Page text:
One of my favorite examples of reusing assets and content was shared by Kelly Snyder, who previously worked at Bungie. She explained that Aksis in Destiny 1 was just a heavily modified spider tank. “This is why 3 of coins doesn’t work on him- on the back end he’s technically not an ultra, he’s a vehicle.”
Some folks might see this reuse of assets as lazy. But Nelson told me this was not the case at all. In fact, while reusing assets can save time and money, it can also be even harder than making something new. “The problem solving needed to get a new solution from old pieces can take just as much effort, if not more, than just creating something new,” Nelson said. “Reused assets are a testament to developer ingenuity, not a willingness to cut corners.”
Reusing assets can happen for various reasons. Sometimes a project is low on funds and taking the time to figure out clever ways to repurpose enemies or items can help save money. But other times it can be a technical limitation. For example, a game getting too big for a cart and needing to reuse assets in clever ways to save space.
Nelson did admit that some games that are just straight asset flips do exist. These are games that are generally made very quickly using pre-built assets that are purchased on engine stores, like Unity. These games can be found on Steam and Google Play. But these are different from a developer reusing assets in a creative way.
“[Asset flips are the] equivalent of someone buying a Spider-Man costume on the internet and uploading their 720p backyard shenanigans as SPIDER-MAN: THE MOVIE. It’s not the real thing, and it wasn’t intended to be in the first place.”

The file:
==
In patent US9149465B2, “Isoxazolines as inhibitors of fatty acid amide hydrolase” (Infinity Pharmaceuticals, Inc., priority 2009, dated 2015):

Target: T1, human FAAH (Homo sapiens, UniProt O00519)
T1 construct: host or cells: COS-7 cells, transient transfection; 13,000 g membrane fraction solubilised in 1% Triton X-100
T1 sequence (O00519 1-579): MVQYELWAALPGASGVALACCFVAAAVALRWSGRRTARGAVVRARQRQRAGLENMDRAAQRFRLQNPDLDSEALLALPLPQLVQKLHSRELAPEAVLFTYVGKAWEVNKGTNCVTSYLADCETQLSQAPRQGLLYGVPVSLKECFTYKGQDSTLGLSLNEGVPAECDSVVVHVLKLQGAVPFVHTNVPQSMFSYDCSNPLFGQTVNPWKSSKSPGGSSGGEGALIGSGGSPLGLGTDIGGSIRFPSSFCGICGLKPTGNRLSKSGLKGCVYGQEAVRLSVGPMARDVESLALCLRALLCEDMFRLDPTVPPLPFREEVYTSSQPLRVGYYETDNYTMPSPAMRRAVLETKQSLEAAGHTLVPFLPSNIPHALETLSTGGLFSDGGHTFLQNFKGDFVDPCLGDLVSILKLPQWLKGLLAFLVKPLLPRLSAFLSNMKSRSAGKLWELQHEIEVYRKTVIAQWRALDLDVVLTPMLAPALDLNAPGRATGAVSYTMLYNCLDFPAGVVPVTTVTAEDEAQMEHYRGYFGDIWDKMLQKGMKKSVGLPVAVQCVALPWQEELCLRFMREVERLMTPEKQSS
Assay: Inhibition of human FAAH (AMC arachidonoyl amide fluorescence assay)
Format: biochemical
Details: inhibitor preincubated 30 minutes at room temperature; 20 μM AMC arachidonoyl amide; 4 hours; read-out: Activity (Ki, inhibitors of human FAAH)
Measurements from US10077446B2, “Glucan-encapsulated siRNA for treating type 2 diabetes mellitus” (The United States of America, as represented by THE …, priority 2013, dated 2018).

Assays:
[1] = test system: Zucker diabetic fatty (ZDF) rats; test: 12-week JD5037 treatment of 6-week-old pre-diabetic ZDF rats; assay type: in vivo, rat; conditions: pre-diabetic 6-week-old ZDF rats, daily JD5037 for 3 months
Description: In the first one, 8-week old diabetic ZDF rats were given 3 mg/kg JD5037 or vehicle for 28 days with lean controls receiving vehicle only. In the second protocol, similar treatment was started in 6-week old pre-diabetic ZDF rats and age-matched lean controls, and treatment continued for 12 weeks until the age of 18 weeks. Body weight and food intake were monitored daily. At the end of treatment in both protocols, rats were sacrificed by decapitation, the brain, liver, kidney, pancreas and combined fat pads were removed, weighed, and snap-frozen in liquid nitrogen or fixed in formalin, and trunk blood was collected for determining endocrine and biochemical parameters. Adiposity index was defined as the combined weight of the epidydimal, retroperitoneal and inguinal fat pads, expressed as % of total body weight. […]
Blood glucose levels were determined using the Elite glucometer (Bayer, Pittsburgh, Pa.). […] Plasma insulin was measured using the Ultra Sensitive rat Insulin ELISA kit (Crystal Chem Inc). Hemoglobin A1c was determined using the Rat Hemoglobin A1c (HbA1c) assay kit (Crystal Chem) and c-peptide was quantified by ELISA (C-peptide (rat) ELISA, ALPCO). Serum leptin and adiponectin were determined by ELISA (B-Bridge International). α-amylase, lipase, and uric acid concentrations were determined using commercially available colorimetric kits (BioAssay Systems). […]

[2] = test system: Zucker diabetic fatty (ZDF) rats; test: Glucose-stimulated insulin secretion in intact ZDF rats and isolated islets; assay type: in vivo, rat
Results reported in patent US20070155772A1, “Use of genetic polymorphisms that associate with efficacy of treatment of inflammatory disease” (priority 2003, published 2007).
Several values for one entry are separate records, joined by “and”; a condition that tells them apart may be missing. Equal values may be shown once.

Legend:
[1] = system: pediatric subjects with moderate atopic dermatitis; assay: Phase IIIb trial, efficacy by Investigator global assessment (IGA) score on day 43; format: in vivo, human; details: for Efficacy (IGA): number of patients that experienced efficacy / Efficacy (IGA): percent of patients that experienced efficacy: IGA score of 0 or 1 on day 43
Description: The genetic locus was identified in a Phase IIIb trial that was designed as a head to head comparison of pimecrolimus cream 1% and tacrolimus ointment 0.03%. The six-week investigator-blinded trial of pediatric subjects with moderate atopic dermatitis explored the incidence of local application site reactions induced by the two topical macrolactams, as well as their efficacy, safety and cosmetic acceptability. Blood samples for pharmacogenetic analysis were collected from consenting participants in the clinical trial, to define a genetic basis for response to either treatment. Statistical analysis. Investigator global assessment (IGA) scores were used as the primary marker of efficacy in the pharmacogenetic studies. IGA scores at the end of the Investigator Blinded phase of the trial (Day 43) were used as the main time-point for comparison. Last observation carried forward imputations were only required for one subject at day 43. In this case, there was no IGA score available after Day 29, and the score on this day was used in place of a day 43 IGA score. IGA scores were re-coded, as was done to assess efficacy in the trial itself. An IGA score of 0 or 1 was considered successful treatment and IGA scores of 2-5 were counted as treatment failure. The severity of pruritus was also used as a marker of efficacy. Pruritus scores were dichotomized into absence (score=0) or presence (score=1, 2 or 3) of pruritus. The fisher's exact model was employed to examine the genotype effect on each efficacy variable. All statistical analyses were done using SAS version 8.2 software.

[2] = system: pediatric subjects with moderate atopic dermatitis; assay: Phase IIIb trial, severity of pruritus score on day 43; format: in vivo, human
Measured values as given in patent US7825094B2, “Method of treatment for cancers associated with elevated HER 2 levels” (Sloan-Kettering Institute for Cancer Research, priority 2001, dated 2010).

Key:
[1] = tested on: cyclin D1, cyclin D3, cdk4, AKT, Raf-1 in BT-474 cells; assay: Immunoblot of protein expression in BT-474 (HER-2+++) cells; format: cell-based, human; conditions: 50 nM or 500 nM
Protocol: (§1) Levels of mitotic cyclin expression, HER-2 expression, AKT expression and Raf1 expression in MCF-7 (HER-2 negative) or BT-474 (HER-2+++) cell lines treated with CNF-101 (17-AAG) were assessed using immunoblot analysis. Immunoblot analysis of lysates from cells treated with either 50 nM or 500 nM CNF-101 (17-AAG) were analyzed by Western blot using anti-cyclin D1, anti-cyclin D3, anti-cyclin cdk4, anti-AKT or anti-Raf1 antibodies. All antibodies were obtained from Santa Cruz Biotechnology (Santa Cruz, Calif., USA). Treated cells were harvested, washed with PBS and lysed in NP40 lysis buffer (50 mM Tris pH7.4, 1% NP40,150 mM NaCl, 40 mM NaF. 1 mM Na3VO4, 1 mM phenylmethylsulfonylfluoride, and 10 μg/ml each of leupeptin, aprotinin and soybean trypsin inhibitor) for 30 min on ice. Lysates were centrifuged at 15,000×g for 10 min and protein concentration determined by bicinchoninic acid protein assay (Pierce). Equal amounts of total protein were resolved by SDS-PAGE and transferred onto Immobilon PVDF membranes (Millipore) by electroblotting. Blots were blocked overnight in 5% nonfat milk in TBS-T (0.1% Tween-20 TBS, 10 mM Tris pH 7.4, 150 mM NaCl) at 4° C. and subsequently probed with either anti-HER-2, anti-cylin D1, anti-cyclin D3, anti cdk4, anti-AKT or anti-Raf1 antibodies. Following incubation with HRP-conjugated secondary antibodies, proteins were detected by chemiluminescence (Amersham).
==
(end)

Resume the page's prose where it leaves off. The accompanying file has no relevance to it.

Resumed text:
In many ways, asset recycling is not unlike how many props get reused in TV shows and movies. The logic being, if you already made a set of space chairs, why make new ones if the old ones will fit in the scene? Especially if the chairs are barely seen in the movie anyway? Reusing assets in games can serve a similar purpose. If you already built a monster or sword for one game or level, why make a totally new one?
As games become bigger and bigger, with better-looking graphics and more complex systems, it will become harder and harder to make games in a healthy and affordable way without reusing assets. But this isn’t a bad thing. Reusing assets, if done correctly, will go unnoticed by most players and not ruin the game.
And it can lead to game development becoming easier, quicker and even less unhealthy. It can also help developers overcome budgetary or technical limits. And for eagle-eyed fans, it can provide a fun game-within-game, as they search for the source of that jetpack or building.
Recently, the popular YouTube channel Boundary Break worked closely with developer Yacht Club Games to do a special episode taking a look at the developer’s beloved Shovel Knight series. What the YouTuber found is that the Shovel Knight games are actually 2D games built in a 3D engine.
This is the most interesting and visually impressive discovery in the video. Seeing a game that looks so retro and very 2D get spun around in 3D is trippy. Yacht Club Games developer David D’Angelo explained that this was because the engine was built before the studio knew exactly what they were going to make. While they wanted to make a 2D game, by making the engine 3D it gave them more options and made it easier to debug the game and bring it to multiple platforms.
While the 3D revelation is the maybe the most exciting part of this recent video, the episode also contains some other interesting tidbits.
For example, Shovel Knight features some leftover assets and artwork that the developer even admits shouldn’t be there. D’Angelo mentions that future versions of the game might remove these leftovers, like some strange tiles floating behind a background. These tiles, with TB marked on them, are transparent and are tied into the system that allows players to break blocks in certain areas. It was left in the game by mistake.